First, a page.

Implications of declining government support for aus rice production
Rice production in Bangladesh is a crucial part of the national economy. The main food crop of the country is rice. Rice cultivation covers about 80 percent of cultivable land and production varies according to seasonal change based on water supply. The largest rice crop is aman, accounting for more than half of annual production. Some traditional varieties of aman rice are sown broadcast in spring on low land. The plants thrive in summer and rainy seasons. The matured crop is harvested in late autumn. The other group of aman rice varieties is grown by raising seedlings in seed bed in summer. The seedlings are transplanted in the main field in the rainy season. The mature rice is harvested in late autumn.
Due to increased use of irrigation through extraction of underground water, there has been a growing thrust on boro rice season extending during October to March.
Aus rice has been mainly a traditional culture, sown generally broadcast in March-April , availing the pre-monsoon shower and is harvested during the summer.
The recent trend of growing more boro rice with irrigation from extraction of under-ground water, indiscriminate use of chemical fertilizer, pesticide, mainly at the cost of reducing acreage of rain fed aus rice leads to adverse impact on environment, human health and cropping system in the country.
Not only the cultivation of aus rice has been declining but also the acreage and production of rabi crops like pulses, oil seed, vegetables fruits, sweet potato , spices etc. have also been reducing . Traditionally in kharif-1 season aus rice/ jute would be grown in such land after the harvest of rabi crops. Such land now remains vacant for3-4 months after the harvest of boro rice and before transplanting aman rice, although there is suitable condition for growing rain fed aus rice.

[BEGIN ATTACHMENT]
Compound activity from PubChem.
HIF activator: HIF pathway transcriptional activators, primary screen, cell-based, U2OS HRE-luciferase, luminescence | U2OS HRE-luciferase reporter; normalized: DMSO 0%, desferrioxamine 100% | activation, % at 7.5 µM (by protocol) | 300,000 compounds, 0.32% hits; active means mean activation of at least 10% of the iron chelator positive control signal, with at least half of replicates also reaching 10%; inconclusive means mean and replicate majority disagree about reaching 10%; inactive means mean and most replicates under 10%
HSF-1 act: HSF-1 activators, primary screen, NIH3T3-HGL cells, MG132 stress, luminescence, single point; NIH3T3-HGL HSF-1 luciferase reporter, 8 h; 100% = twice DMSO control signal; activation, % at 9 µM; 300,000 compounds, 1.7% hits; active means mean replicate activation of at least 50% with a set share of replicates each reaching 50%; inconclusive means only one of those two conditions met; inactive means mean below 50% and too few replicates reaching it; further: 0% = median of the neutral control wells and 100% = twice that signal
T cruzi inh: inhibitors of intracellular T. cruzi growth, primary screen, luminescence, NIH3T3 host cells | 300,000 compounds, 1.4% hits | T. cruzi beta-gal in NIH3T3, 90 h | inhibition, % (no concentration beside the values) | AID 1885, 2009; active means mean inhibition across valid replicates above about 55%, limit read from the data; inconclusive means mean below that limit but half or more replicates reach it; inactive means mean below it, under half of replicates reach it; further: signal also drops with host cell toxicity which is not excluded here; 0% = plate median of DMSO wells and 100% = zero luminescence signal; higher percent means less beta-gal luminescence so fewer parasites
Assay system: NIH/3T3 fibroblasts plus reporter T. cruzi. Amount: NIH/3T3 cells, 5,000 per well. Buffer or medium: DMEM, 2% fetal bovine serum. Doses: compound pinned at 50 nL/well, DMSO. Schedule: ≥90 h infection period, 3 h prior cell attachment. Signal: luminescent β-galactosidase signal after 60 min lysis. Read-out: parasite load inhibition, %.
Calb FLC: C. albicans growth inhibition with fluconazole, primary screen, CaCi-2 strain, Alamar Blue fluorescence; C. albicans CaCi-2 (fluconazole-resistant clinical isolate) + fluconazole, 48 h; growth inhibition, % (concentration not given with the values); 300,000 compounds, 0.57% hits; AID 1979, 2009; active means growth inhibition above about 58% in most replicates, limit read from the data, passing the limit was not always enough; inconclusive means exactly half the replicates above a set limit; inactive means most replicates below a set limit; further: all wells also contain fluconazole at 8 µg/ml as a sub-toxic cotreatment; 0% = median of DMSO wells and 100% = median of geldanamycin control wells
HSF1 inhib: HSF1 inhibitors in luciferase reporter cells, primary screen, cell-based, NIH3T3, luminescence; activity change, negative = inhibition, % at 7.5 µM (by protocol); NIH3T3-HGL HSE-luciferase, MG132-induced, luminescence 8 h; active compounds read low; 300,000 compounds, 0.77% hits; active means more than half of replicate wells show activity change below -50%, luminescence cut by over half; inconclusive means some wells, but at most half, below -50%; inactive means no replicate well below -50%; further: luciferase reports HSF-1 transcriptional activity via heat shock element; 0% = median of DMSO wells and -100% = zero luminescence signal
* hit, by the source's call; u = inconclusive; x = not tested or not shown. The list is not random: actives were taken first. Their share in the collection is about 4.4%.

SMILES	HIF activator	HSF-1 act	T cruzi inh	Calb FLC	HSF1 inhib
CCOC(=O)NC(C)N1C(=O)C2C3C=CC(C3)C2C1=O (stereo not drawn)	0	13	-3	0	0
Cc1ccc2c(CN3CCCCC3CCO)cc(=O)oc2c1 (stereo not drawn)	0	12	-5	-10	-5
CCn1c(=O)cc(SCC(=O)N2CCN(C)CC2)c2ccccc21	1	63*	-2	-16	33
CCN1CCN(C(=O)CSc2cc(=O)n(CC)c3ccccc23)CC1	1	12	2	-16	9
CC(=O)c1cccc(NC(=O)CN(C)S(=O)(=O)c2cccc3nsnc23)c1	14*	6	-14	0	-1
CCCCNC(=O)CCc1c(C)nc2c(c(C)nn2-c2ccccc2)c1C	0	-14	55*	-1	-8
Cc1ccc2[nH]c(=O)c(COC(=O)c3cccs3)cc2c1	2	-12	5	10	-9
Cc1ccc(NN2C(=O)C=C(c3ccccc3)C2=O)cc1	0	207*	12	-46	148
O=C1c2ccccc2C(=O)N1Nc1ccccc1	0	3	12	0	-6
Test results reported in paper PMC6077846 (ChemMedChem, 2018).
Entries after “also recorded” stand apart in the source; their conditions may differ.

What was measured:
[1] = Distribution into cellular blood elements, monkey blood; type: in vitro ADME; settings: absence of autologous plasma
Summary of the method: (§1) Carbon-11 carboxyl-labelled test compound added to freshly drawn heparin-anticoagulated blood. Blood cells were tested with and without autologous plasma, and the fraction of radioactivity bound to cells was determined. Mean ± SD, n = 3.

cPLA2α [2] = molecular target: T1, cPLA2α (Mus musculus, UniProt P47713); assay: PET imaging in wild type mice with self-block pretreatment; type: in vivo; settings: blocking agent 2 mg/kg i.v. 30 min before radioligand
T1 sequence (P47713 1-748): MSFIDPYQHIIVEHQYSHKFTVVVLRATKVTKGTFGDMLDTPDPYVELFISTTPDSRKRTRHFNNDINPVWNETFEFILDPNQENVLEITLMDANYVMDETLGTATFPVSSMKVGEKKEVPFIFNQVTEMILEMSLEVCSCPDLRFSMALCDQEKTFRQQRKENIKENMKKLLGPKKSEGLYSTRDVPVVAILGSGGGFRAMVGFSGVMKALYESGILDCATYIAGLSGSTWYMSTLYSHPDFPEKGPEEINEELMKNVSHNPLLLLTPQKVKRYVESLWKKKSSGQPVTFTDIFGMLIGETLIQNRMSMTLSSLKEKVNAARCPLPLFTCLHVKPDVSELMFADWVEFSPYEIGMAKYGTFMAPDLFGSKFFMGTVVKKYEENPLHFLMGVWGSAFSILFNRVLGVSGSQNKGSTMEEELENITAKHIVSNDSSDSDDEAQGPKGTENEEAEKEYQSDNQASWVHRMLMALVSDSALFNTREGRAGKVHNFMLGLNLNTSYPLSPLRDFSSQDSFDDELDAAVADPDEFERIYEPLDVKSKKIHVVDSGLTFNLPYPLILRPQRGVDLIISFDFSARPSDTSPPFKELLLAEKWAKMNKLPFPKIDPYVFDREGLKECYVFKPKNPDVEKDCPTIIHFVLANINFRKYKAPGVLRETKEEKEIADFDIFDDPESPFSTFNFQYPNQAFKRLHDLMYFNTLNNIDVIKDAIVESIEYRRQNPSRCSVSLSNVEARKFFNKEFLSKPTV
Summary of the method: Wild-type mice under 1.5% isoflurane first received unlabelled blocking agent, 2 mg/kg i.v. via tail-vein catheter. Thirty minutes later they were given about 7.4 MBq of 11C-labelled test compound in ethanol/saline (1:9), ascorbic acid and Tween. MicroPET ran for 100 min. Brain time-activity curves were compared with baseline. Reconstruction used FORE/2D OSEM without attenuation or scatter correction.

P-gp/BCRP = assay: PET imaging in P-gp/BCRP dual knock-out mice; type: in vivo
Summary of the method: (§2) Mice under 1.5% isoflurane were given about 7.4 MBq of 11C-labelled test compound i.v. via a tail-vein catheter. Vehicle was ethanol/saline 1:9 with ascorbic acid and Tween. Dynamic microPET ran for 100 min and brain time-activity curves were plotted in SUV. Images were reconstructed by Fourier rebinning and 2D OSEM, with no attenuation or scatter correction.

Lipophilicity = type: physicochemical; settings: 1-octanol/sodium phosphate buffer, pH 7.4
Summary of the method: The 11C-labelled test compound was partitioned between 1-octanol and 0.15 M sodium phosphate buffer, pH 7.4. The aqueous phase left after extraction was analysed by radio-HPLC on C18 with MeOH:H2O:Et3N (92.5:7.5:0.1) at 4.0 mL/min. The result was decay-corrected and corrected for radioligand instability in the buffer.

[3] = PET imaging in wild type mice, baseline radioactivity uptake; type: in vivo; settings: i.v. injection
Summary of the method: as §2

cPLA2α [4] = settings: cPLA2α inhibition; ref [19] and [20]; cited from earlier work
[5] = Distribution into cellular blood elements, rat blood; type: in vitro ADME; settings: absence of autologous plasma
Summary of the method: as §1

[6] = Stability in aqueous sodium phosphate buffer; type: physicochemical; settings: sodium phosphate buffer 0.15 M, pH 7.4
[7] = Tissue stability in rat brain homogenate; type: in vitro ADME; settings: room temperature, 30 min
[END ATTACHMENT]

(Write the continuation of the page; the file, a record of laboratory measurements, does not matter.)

The acreage of aus rice cultivation has been reducing since the introduction of irrigated boro rice cultivation in mid sixties of the last century. Consequently many of the local varieties of aus rice is already lost from the area. It is disheartening that the Government support for aus rice production this year has been reduced (the Prothom Alo ,11 March 2014).
Not only the cultivation of aus rice has been declining but also the acreage and production of rabi crops like pulses, oil seeds, vegetables, fruits, sweet potato, spices etc have also been reducing. Traditionally in Kharif-1 season aus rice/jute would be grown in such land after the harvest of rabi crops . Such land now remains vacant for 3-4 months after the harvest of boro rice and before transplanting aman rice seedlings even there is suitable condition for cultivation of rain fed aus rice. It is worth mentioning that the acreage of aus rice has been reducing since the introduction of irrigated boro rice cultivation in mid sixties of the last century. Consequently, many of the local varieties of aus rice have been eroded from the locality.
It is disheartening that Government support for aus rice production has been reduced (the Prothom Alo, 11 March 2014). This year, both the amount of allocation and the number of beneficiary have been reduced. Support for production of aus rice will be offered to only 2,44,600 farmers in 44 districts. Last year this support was given among 3,32,500 farmers in47 districts. That means there has been a significant reduction of 87,900 farmers.
According to the report of the Ministry of Agriculture, a sum of BDT 306,800,000 has been allocated for supporting farmers for aus rice production in 2014. In 2013the allocation was BDT 430,900,000. In terms of fund allocation there has been a reduction of BDT 13ooooooo.
In the interest of maintaining genetic variability of aus rice , crop genetic resources, environment, food sovereignty and human health ,increased support for cultivation of indigenous varieties of aus rice deserves attention for increment of allocation.